It was hard to go anywhere during E3 without hearing the words “asymmetric gaming” and it was even harder to imagine a scenario where it works properly. The idea is that multiple people play the same game but play it in different ways. It’s been done before but usually ends up being pretty lopsided, with one or more players not having quite as much fun as everyone else. Think about Super Mario Galaxy: one player controls Mario, the other player gets to shoot stars at the screen or collect coins for you. It works well enough and is great for when your 4 year old wants to play, but for the other 95% of players, it isn’t nearly as much fun as controlling Mario for yourself. The difficulty is finding something for both players to do that’s separate and yet equally as important at all times. It’s the Law and Order of video games, and Rayman Legends is like Ice T. Don’t think about that for too long.
At the Ubisoft booth, next to the obnoxiously loud thumping of the Just Dance 4 platform, members of the Ubisoft team were on hand to walk attendees through one of Rayman Legends‘ cooperative levels. With the attendant playing as Rayman, I was given the Wii U Gamepad and control of a weird little ugly fairy-frog named Murfy. By tapping the screen I could zip him around to different areas, uncovering secrets and pickups. I wasn’t just there for busywork, however. More often than not, my influence was necessary to progress.
For instance, we would reach a pit that was too wide to jump across, but above it was a log hanging by a couple ropes. With a quick swipe, I could cut the rope and lower the log, allowing Rayman to walk across. Other times I would be required to rotate a platform by tilting the gamepad in such a way as to protect Rayman from the spikes on it’s underside as he ran along a wall. There was even a large spike filled rotating puzzle that had to be carefully navigated in a joint effort between both players. When I wasn’t manipulating platforms, I was helping defeat enemies by tapping and dragging them to Rayman so he could beat them up freely.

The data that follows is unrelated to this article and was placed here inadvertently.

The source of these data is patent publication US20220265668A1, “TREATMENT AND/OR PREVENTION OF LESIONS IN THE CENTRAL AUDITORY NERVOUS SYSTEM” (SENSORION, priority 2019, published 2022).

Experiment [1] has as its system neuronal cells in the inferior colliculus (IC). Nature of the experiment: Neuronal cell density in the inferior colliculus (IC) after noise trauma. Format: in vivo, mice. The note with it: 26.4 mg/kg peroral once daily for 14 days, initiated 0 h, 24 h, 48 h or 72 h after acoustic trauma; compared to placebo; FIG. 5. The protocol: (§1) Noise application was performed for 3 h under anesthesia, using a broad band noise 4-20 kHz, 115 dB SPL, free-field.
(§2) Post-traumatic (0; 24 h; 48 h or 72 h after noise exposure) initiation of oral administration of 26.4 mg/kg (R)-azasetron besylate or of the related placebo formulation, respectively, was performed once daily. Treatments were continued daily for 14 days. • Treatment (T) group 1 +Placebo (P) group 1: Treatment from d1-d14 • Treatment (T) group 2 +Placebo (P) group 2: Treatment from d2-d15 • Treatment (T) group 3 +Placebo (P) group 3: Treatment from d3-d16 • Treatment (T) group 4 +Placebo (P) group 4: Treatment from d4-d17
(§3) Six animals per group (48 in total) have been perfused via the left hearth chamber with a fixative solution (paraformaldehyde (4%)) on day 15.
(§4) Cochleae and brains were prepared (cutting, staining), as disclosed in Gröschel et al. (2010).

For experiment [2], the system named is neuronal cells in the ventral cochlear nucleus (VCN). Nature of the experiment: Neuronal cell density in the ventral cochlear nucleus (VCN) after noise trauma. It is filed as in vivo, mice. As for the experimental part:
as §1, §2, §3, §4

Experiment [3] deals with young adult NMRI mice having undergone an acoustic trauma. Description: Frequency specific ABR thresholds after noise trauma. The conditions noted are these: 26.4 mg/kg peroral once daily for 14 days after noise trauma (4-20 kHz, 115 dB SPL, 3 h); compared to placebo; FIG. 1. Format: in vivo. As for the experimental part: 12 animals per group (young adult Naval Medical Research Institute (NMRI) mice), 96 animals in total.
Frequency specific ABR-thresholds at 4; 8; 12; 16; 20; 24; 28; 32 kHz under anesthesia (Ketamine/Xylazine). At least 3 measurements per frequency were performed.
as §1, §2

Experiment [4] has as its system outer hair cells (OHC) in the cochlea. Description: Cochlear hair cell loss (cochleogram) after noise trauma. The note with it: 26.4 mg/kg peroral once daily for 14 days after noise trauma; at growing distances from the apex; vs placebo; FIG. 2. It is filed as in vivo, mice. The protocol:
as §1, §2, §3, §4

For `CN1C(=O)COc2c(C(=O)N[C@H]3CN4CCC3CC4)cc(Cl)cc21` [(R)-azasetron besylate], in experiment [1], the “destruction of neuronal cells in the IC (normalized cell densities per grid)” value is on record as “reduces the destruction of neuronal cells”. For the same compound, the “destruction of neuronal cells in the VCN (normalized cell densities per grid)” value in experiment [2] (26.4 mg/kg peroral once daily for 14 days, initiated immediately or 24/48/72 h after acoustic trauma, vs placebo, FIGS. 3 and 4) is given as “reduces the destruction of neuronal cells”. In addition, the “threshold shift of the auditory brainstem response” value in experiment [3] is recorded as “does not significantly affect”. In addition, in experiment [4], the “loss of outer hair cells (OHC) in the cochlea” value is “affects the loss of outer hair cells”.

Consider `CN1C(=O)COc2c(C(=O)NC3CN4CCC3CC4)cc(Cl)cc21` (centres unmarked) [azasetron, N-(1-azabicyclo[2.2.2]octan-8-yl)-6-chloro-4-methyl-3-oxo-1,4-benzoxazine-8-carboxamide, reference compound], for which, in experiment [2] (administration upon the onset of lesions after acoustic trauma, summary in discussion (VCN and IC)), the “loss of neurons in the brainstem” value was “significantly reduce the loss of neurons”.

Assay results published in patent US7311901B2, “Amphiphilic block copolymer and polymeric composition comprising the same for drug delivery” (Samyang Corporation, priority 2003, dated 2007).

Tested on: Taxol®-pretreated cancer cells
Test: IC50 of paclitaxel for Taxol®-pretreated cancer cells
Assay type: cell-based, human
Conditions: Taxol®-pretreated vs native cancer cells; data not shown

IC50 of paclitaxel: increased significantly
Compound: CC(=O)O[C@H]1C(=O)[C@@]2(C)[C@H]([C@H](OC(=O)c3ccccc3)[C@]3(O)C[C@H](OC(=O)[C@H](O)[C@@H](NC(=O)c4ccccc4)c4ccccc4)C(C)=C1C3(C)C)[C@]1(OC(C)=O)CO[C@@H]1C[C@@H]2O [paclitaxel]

A few times during the demo, my duties were changed considerably. We entered a bonus room where a bunch of pink balls with eyes were gathered on one side of the screen with Rayman positioned on the other side, tasking me with scooping them all up and throwing them over a wall to be collected. A little later, I was using a slingshot to fend off dragons that were attacking Rayman as he jumped across gaps. Towards the end of the level, we reached a portion where Rayman had to run through the level quickly, jumping gaps and avoiding walls. While this was going on, my game essentially turned into a rhythm game as I tapped platforms at specific times, causing a line of collectibles to spawn along Rayman’s path. It was a taste of how things will be kept fresh as the game progresses.
Every action I performed was done via either the touch screen or the accelerometer turning the gamepad portion into what was essentially asmartphone or tablet game. The beauty of this is that you can give it to your parents/kids/significant other/dog (meaning any one of those things, not some weird freak-of-science combination of all of them) and they can probably figure it out within minutes. It’s simple, gorgeous to behold , and a reminder that asymmetric doesn’t always imply one player will be having less fun. Rayman Legends is shaping up to be a must have Wii U title when it hits sometime before the end of this year.